Gov. Steve Sisolak and Nevada’s federal delegation are calling on the federal government to reevaluate the dangers posed by a plan to store nuclear waste in an active seismic zone that includes Yucca Mountain in the wake of powerful earthquakes that shook a nearby California town earlier this month.
In a letter sent Wednesday to Energy Secretary Rick Perry, the Nevada officials said that the 6.4 and 7.1 magnitude earthquakes that hit Ridgecrest, Calif. on July 4 and 5, respectively, “emphasize the necessity of reexamining the seismic hazards present at Yucca Mountain and specifically their linkage to seismic events in California.”
The epicenter of the powerful earthquakes was located roughly 100 miles southwest of the site that the federal government has long eyed as a permanent storage facility for the nation’s nuclear waste. The stronger of the two earthquakes was powerful enough to shake buildings in Las Vegas, which is about 150 miles from the epicenter, and is believed to have killed a man in Nye County after the Jeep he was working on fell of its jacks during the shaking.
New: @GovSisolak & all 6 members of Nevada's federal delegation sent a letter to @ENERGY Sec. Rick Perry calling on DOE to reexamine the seismic hazards at Yucca Mountain in the wake of the 7.1 magnitude earthquake that shook Ridgecrest, CA earlier this month pic.twitter.com/7tt7gdo0aU
— Colton Lochhead (@ColtonLochhead) July 17, 2019
Since the initial earthquake on July 4, there have been more than 70 aftershocks that registered as magnitude 4 or higher.
“These significant recent earthquakes so near to Yucca Mountain show one of the many geologic problems with the site as a nuclear waste repository and only strengthen my resolve to fight any continued federal effort to use Nevada as the nation’s nuclear dumping ground,” Sisolak said in a statement Wednesday.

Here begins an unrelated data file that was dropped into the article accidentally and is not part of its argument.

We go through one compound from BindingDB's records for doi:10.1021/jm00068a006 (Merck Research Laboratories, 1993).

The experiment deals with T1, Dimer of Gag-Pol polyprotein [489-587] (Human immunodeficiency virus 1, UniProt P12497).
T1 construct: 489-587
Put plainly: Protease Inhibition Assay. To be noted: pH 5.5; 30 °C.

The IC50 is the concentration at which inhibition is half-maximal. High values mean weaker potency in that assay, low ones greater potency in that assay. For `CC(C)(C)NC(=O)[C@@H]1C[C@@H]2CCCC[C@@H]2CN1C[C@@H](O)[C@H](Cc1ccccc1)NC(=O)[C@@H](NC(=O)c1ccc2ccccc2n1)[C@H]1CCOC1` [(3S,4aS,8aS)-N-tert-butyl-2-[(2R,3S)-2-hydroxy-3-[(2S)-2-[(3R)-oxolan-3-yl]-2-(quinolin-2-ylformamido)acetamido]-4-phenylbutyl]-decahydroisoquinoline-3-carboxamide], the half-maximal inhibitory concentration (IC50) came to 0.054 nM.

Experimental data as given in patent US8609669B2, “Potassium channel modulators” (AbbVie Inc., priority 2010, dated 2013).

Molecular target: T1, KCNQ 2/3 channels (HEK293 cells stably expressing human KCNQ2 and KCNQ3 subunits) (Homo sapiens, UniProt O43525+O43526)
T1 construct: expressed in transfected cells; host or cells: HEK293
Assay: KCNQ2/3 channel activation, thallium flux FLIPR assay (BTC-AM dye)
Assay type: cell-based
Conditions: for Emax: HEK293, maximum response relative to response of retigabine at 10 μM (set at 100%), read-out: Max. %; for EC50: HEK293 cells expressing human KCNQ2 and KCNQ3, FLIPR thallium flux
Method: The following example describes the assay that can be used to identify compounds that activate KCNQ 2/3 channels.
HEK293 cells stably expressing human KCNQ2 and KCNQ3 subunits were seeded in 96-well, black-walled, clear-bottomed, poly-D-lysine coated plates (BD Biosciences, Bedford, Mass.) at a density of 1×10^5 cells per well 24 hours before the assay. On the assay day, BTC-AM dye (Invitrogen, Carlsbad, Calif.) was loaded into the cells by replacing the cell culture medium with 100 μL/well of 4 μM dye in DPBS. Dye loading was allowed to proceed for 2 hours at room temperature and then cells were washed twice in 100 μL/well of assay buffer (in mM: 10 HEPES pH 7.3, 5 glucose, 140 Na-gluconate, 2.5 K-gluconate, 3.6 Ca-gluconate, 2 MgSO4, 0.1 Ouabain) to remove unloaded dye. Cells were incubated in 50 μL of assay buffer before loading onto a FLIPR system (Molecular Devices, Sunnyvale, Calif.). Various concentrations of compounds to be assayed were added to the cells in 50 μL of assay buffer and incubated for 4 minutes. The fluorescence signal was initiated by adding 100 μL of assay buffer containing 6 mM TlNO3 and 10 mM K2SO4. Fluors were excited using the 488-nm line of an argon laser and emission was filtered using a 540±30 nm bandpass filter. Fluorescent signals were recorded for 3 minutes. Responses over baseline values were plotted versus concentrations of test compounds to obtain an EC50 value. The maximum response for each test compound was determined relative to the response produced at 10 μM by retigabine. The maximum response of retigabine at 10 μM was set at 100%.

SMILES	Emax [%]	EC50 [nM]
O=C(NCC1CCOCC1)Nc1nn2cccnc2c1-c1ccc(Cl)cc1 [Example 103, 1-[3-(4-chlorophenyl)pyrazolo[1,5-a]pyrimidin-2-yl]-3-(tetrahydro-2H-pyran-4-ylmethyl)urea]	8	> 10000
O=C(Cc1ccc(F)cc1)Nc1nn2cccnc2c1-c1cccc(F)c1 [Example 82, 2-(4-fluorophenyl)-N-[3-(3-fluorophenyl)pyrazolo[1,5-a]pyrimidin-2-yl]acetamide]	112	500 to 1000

The Department of Energy said in a statement: “DOE has received this letter from Governor Sisolak and members of the Nevada delegation. We will be responding to them through the proper channels.”
Some of the additional concerns state officials have stem from updated seismic hazard maps from the U.S. Geological Survey that were released in 2008 — roughly six months after the Energy Department finished its work on the license application for Yucca Mountain — which showed additional seismic hazards in the areas around the proposed storage site.
Yucca Mountain sits roughly 10 miles from a fault at Bare Mountain, which the geological survey predicts could produce a 6.57 magnitude earthquake. The site is also just under 30 miles from two other active faults in northern Death Valley and the Black Mountains, which could produce earthquakes that measure between 6.5-7.9 and 6.5-7.3 magnitude, respectively.
Nevada officials also sent a letter written by State Geologist James Faulds and State Seismologist Graham Kent, which said that there is a “strong need” for studies of the earthquake dangers in the area using modern technology, such as high-resolution topographic imaging and enhanced geological dating techniques.
“The Ridgecrest earthquake sequence, which began on July 4 and has yet to subside, clearly highlights the importance of such studies,” the scientists’ letter said.